There are two types of iron you can get from food: heme and non-heme. Heme iron is more easily absorbed by the body. The best dietary sources of heme iron are liver and other organ meats, lean red meat,poultry,fish and shellfish.
Sources of non-heme iron include dried beans and peas, legumes, nuts and seeds, whole grains, dark molasses, and green leafy vegetables. Some nutrients help the body better absorb this kind of iron
Anemia:- The most important use of iron supplements is to treat iron deficiency anemia.Anemia is low levels of iron in the blood. Iron is important because it is a key component of hemoglobin, which carries oxygen to the entire body.lack of energy. Studies have found that taking iron supplements improved sports performance in those who had slightly low levels of iron.
Cough associated with ACE inhibitor use
One side effect of taking angiotensin-converting enzyme (ACE) inhibitors to treat high blood pressure and heart failure is an irritating dry cough. The cough leads some people to stop taking their medications. One preliminary clinical study suggested that iron supplementation may soothe and even prevent cough associated with ACE inhibitors. It is important to note that taking ACE inhibitors at the same time as iron may lower the amount of iron absorbed by the body. If used together, the two should be taken at least two hours apart. However in this case before taking iron supplement you should consult your health care provider.
Safety concerns, Special precautions & warnings:
Iron is LIKELY SAFE for most people when it is used appropriately. However, non-palatable iron can cause side effects including stomach upset and pain, constipation or diarrhea, nausea, and vomiting. Taking iron supplements with food seems to reduce some of these side effects. But food can also reduce how well the body absorbed iron. Iron should be taken on an empty stomach if possible. But if it causes too many side effects, it can be taken with food. Try to avoid taking it with foods containing dairy products, coffee, tea, or cereals. Liquid iron supplements may blacken teeth.
Pregnancy and breast-feeding: Iron is LIKELY SAFE for pregnant and breast-feeding women who have enough iron stored in their bodies when used in doses below the tolerable upper intake level (UL) of 45 mg per day of elemental iron. The UL is the highest level of intake at which no harmful side effects are expected. However, iron is LIKELY UNSAFE when taken by mouth in high doses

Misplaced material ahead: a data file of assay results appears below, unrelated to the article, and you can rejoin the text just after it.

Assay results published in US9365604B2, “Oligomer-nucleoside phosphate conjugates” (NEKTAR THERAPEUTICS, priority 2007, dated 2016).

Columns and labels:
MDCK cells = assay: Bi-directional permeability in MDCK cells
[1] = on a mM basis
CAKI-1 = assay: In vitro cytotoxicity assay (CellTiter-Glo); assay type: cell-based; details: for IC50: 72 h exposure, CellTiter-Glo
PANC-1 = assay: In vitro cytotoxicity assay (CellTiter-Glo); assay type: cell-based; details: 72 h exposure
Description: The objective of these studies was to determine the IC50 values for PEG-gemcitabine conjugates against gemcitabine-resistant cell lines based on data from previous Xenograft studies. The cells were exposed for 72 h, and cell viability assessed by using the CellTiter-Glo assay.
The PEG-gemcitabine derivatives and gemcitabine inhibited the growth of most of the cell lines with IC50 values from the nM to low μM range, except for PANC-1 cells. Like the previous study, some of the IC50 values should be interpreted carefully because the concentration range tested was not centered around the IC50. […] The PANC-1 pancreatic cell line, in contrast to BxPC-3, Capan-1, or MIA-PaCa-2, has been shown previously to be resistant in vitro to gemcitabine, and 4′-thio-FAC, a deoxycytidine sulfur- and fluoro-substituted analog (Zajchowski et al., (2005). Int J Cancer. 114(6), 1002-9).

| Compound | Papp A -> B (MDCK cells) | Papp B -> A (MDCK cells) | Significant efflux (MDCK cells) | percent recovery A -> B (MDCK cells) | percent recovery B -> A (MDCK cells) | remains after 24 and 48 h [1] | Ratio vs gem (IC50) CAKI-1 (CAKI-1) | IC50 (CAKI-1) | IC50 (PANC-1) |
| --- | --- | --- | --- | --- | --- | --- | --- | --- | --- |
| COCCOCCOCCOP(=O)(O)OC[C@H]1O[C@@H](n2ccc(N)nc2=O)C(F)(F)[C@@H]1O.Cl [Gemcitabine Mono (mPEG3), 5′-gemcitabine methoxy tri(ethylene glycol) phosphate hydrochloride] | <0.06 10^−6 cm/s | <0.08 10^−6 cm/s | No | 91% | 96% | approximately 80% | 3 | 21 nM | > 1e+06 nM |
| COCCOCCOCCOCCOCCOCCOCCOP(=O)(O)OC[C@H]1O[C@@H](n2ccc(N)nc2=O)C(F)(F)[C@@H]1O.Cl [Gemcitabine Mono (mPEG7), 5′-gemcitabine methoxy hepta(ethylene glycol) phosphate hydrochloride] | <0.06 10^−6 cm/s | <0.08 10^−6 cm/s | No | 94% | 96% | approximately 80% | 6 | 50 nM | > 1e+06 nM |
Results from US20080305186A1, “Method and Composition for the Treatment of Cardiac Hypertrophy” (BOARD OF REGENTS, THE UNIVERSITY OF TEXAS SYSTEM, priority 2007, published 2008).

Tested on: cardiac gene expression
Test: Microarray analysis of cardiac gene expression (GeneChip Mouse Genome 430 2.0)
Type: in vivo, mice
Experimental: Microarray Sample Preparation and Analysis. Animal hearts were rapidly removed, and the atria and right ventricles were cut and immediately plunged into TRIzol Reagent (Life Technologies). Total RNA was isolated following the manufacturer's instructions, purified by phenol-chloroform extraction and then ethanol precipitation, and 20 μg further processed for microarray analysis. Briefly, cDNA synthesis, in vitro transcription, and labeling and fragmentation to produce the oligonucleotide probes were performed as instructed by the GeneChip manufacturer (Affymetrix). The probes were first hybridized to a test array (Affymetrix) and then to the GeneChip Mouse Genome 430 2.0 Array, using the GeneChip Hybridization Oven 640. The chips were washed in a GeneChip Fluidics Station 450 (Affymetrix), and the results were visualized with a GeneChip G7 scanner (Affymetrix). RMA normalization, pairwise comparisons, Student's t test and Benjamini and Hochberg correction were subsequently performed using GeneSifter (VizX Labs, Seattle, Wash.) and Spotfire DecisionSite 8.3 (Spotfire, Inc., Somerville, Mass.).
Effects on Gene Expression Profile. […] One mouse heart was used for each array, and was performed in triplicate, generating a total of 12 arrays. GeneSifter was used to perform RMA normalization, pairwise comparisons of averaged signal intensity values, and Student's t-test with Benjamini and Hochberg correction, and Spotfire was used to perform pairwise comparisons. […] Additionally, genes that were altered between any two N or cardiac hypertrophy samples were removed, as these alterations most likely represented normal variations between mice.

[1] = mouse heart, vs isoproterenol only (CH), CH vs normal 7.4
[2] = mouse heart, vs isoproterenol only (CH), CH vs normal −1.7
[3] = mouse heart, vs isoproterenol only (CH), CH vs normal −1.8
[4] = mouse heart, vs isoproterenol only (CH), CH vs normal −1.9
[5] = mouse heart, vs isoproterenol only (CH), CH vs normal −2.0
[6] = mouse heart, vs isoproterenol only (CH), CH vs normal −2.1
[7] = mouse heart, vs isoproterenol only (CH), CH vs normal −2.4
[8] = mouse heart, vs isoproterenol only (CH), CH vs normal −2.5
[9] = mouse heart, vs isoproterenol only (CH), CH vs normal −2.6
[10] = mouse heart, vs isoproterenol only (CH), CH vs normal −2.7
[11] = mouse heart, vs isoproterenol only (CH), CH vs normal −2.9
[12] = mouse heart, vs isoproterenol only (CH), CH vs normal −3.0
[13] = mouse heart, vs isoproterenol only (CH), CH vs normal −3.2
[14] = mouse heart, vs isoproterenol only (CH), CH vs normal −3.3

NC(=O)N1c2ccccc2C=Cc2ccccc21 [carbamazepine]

Hemoglobin disease, such as thalassemia: Taking iron might cause iron overload in people with these conditions. If you have a hemoglobin disease, don’t take iron unless directed to do so by your healthcare provider.
May or May Not Be Effective With:
Vitamin C :
Taking vitamin C and iron together helps the body absorb the iron. It doesn’t matter whether the vitamin C comes from food or a supplement. But, taking a vitamin C supplement to improve absorption of iron probably isn’t necessary for most people,
especially if their diet contains plenty of vitamin C.
Dairy products :
Calcium in dairy products such as milk and cheese can reduce the absorption of iron from food and supplements. This probably isn’t a problem for people who have enough iron stored in their bodies. But if you need iron, take iron supplements with a meal that is relatively low in dairy products whenever possible. People may say you’ll get the best absorption of iron on an empty stomach, but this increases the risk of stomach irritation. Don’t risk it. You’re better off taking iron with a low-calcium meal
Antibiotics (Quinolone antibiotics) :
Iron might decrease how much antibiotic the body absorbs. Taking iron along with some antibiotics might decrease the effectiveness of some antibiotics. To avoid this interaction take iron two hours before or two hours after taking antibiotics.